On a larger scale, orchard growers and those with small fruit have big challenges. They are dealing with a lot of plants and trees over a big area. Some orchards use frost fans to try and protect the crop. Frost fans work by utilizing warmer/drier air from the ‘inversion’ layer to create air movement at the fruiting/flowering height in orchards on still cold nights—preventing damage to flowers, soft tissue, and fruit. Some orchards utilize water sprinkler systems to actually create a layer of ice on the trees. The key to using water is to continually use it to form clear ice. Clear ice means that an endothermic reaction is taking place and the warmth of the plant is being trapped inside it. If the ice starts to become cloudy, the plant is losing heat and damage can occur. Spraying water must continue the entire time the freeze event is taking place, and the sprays must keep going from before there is a freeze event that would damage the fruit until the ice is completely melted from the tree after the event. If the water stops spraying on the clear ice, it goes from being endothermic to exothermic, and the heat loss and ice will damage the fruit.

In some cases, burn barrels and smudge pots are placed around an orchard to add heat in the hopes of keeping the temperatures at, or above freezing. Unfortunately, it can take roughly 30-50 heaters per acre to effectively protect the trees. In some cases, if you are working with just a few trees, a strategically placed burn barrel can do the trick. Keep in mind that if you decide to use any type of heater you need to be extremely cautious using them.

Minimizing damage and losses requires knowledge of weather conditions and how to mitigate weather extremes. Just as important is having a knowledge of plant hardiness. Some plants will do just fine with this cold weather. Others may appear to be killed off but may regrow from the roots or the crown, even though the foliage appears dead. The important thing here is to not be over-reactive. Give the plants time to recover. Plants can be remarkably resilient. If you see signs of frost damage, do not prune off the affected parts or dig up the plant immediately. Wait until the weather warms up to see whether new leaves sprout. You may see healthy new growth at the base of the plant, at which point you can prune out the damaged parts.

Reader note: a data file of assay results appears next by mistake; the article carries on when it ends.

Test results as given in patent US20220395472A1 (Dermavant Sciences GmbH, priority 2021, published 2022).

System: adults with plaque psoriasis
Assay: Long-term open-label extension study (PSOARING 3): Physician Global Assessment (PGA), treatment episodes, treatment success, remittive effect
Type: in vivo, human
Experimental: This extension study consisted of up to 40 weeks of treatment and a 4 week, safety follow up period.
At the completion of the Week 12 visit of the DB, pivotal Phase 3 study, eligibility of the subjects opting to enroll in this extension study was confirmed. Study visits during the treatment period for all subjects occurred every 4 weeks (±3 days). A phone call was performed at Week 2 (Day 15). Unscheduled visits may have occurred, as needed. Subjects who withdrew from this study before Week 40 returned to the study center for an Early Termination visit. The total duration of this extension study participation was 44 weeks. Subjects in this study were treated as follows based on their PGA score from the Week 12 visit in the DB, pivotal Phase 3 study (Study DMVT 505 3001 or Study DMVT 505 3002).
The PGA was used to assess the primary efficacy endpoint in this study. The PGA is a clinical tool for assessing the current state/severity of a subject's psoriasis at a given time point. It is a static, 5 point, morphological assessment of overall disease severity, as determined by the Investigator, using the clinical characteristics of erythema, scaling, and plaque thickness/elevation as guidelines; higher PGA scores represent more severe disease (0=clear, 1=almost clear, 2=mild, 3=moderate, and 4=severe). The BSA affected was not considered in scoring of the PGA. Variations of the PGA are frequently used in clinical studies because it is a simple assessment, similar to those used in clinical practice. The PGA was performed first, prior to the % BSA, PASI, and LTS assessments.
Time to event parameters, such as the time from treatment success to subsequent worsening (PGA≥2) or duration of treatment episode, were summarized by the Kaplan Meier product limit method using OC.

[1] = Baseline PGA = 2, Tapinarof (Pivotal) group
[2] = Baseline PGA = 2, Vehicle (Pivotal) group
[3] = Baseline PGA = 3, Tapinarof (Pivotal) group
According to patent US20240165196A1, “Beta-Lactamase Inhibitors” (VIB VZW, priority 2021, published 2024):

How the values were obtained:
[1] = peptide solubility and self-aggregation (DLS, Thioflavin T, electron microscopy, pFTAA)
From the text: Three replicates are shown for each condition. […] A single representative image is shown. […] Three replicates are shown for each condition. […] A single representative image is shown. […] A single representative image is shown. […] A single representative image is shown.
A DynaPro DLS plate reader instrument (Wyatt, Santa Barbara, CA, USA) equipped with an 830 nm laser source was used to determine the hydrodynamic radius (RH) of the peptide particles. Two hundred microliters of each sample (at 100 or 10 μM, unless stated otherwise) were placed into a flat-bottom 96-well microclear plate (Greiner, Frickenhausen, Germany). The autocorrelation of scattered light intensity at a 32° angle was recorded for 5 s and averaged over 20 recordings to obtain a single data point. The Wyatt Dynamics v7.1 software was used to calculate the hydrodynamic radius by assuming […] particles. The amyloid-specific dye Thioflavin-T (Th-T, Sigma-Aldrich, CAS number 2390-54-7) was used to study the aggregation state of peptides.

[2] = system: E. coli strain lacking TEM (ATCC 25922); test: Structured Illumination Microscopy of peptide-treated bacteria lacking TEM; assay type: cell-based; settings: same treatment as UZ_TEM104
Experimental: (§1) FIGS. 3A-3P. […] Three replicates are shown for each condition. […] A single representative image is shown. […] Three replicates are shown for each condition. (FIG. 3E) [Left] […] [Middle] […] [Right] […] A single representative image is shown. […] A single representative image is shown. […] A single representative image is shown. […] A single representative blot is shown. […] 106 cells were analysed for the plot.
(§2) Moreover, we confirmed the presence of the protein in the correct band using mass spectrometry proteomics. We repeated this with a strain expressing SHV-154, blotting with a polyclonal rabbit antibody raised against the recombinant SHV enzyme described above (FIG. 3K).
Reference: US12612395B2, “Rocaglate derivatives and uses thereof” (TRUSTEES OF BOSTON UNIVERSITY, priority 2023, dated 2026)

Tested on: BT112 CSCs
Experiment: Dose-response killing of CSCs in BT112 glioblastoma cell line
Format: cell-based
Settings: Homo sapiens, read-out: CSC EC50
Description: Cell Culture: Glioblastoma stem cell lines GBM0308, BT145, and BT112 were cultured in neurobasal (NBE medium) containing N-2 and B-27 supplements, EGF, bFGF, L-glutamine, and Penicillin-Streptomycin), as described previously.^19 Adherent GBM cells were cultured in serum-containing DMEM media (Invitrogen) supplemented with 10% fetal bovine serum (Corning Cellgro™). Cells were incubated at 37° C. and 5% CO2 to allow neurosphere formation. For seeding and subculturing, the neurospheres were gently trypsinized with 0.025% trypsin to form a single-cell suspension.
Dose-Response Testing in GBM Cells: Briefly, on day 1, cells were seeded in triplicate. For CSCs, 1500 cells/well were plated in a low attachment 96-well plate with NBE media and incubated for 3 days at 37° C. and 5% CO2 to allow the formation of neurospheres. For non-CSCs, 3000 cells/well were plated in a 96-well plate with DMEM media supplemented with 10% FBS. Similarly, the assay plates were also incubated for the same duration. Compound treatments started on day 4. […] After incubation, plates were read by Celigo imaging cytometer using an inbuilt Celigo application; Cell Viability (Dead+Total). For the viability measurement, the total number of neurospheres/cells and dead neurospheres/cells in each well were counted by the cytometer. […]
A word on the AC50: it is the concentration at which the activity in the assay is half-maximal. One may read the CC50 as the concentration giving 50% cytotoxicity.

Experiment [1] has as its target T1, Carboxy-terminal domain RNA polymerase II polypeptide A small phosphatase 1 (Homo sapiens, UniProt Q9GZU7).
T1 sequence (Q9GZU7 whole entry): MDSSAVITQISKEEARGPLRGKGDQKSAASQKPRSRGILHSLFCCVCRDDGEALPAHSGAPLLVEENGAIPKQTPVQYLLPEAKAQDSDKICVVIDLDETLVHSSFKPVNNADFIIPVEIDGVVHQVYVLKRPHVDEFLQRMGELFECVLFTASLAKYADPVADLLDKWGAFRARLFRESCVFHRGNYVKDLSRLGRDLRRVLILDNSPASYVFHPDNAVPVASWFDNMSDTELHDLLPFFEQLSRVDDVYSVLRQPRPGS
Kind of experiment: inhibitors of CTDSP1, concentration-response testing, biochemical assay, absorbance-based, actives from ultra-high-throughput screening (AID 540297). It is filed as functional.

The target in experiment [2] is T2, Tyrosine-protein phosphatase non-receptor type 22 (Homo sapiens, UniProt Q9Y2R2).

Hoping for the best and doing nothing will not result in any positive outcomes, so take this opportunity to at least cover the plants that you can and give them a fighting chance to make it through the cold.

Dormant Fruit Tree Management

Fruit tree care, and management, does not simply stop when the leaves fall off the tree late in the year. Fruit tree care is a year-round job and in order to get the best performance out of your fruit trees, its important that certain tasks are done at the right times.

With the trees dormant now, it is a good time to look at some disease management options. When we talk about dormancy, we are looking at the time frame between when the tree drops the leaves in the fall and when buds begin to swell in the spring. With diseases such as peach leaf curl, applying a fungicide while the tree is dormant is recommended. Thorough and complete coverage of the tree is needed to ensure complete control. Typically, the top 3-5 feet of a tree are hardest to reach and this is the area in which we see the fungicide lose efficacy, either due to low coverage or just simply not being reached by the application. Although applications are most effective when applied in the late autumn after leaf fall, its important to apply the fungicide before the buds on the trees start to swell, which will start to happen before too long.

There are other dormant sprays to help control diseases such as Phytophthora crown/root/collar rot or bacterial spot/canker, and these are typically applied before growth starts in the spring. There are also sprays, for example, copper products for fire blight, that are applied right before growth starts in the spring, and when temperatures are above 45° F.